*** Danish Defence Acquisition and Logistics Organization (FMT)
*** Island Command Greenland (GLK/ISCOMGREEN)
**** Island Command Faroes (FRK/ISCOMFAROES)
*** Royal Danish Defence College (FAK)
*** Danish Armed Forces Health Services (FSU)
** Home Guard Command (HJK)
** Defence Intelligence Service (FE/DDIS)
** Judge Advocate Corps (FAUK)
** Defence Information & Welfare Service (FOV)
** Defence Estates & Infrastucture Organisation (FBE)
** Defence Internal Auditor (FIR)
** Emergency Management Agency (BRS/DEMA)
** Danish Maritime Safety Administration (FRV)
** Administration of Conscientious Objector (MNA)

Special Forces

* Slædepatruljen SiriusArctic dog sled unit patrolling the eastern border of Greenland.
* Jægerkorpset — Ground based infiltration unit.
* FrømandskorpsetAmphibious attack and infiltration unit.

Current Deployments

Current deployment of Danish forces:
* Approx. 380 soldiers in Kosovo who participate in KFOR. [ [ Antal udsendte] (number of soldiers in foreign countries)]
* More than 700 troops in Afghanistan, there since the 2001 war that toppled the Taliban.
* The multi-role vessel HDMS "Viben" is part of UNIFIL MAROPS offshore of Lebanon. It is preventing arms smuggle to Lebanon.
* The command and support vessel HDMS "Absalon" (L16) in the Horn of Africa area commanding Combined Task Force 150.

ee also

* Military history of Denmark
* Military of Greenland
* Scandinavian defence union


External links

* [ The Danish Defence]
* [ Army Operative Command]
* [ Army Materiel Command]
* [ > Europe > Denmark (Kingdom of Denmark) > index]

Template group
list =

Wikimedia Foundation. 2010.

Look at other dictionaries:

  • Military of the European Union — The coat of arms of the EU military staff Service branches EUMS …   Wikipedia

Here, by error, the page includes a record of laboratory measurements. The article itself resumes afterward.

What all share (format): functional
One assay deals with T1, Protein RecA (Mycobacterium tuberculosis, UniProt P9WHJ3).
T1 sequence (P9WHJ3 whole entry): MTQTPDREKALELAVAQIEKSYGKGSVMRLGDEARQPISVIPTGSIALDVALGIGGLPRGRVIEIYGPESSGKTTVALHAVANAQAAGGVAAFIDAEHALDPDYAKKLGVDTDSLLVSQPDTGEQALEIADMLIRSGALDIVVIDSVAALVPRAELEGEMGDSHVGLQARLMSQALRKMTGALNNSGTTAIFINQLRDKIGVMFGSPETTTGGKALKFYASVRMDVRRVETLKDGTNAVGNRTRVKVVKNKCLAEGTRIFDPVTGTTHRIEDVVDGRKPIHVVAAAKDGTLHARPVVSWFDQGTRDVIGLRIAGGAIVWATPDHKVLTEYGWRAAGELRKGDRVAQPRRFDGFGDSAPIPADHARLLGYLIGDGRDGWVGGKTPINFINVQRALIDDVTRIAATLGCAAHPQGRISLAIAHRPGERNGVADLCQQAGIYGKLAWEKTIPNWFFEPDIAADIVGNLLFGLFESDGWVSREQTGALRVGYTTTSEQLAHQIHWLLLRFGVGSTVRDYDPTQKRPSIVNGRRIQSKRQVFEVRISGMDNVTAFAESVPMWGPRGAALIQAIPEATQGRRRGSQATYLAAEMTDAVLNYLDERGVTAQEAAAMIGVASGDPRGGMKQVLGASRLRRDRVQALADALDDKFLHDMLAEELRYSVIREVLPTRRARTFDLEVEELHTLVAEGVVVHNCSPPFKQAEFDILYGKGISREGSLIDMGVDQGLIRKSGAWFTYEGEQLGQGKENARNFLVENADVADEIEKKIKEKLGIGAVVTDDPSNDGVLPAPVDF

• Military of the Czech Republic — Armáda České republiky …   Wikipedia

  • Military of Iceland — Service branches Icelandic Coast Guard Iceland Air Defence System Iceland Cris …   Wikipedia

  • Military of Slovakia — Armed Forces of Slovak Republic coat of arms Manpower Military age 17 years of age Available for milit …   Wikipedia

  • Military of the Ottoman Empire — Army: Sipahi · Akıncı · Timariot  …   Wikipedia

  • Military of Montenegro — Montenegrin: Vojska Crne Gore Service branches Montenegrin Ground Army Montenegrin Navy …   Wikipedia

  • Military of Equatorial Guinea — Fuerzas Armadas de Guinea Ecuatorial Service branches Army, Navy, Air Wing Manpower Conscription 18 years of age, 2 years selective compulsory service Available for military service …   Wikipedia

  • Military of Moldova — Service branches Moldovan Ground Forces Moldovan Air Force Manpower …   Wikipedia

  • Military of Abkhazia — Founded 12 October 1992 Service branches Abkhazian Air Force Abkhazian Army Abkhazian Navy …   Wikipedia

  • Military history of Denmark — Contents 1 793 – 1050 The Viking Age 2 Early period 3 Union wars 1434 – 1523 4 War with Lübeck and The Counts Feud 1534 – 1536 …   Wikipedia

Share the article and excerpts

Direct link
Do a right-click on the link above
and select “Copy Link”